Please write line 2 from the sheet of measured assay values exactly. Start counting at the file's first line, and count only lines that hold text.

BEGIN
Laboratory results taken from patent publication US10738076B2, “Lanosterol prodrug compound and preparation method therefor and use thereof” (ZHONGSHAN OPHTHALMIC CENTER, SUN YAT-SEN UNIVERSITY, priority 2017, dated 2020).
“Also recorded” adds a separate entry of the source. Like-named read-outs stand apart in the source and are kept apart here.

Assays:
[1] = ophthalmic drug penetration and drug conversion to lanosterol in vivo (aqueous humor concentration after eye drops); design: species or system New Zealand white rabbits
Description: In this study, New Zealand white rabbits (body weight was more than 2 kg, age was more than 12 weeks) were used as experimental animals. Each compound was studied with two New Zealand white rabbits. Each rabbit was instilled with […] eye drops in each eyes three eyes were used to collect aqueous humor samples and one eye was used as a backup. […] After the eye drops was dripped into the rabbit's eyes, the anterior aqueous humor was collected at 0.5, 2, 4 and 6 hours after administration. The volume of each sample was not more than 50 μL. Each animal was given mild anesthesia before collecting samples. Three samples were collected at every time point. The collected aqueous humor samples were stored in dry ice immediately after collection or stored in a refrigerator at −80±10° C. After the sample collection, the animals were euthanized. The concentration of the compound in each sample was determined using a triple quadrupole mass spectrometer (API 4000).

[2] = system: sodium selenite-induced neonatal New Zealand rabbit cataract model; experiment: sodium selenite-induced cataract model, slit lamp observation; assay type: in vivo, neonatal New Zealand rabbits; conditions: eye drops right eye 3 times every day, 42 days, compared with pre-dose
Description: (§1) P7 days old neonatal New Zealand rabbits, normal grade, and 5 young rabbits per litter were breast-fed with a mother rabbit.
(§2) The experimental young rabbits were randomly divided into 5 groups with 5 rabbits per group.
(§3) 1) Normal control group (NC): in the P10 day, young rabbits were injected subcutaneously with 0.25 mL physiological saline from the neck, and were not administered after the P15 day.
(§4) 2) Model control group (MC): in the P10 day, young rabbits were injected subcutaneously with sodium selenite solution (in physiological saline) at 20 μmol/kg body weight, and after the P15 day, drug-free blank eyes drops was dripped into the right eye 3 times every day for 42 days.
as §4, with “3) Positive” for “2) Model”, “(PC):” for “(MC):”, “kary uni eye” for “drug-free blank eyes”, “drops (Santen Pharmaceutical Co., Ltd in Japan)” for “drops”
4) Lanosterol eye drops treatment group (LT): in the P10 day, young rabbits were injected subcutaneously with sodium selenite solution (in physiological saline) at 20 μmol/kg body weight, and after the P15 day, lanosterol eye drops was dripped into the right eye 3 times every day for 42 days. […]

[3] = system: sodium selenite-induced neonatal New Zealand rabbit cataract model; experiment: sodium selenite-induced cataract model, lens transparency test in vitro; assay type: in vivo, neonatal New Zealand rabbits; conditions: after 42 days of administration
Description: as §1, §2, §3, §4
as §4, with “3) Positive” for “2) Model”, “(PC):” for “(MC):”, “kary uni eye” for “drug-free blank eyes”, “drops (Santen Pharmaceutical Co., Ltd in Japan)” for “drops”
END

“Also recorded” adds a separate entry of the source. Like-named read-outs stand apart in the source and are kept apart here.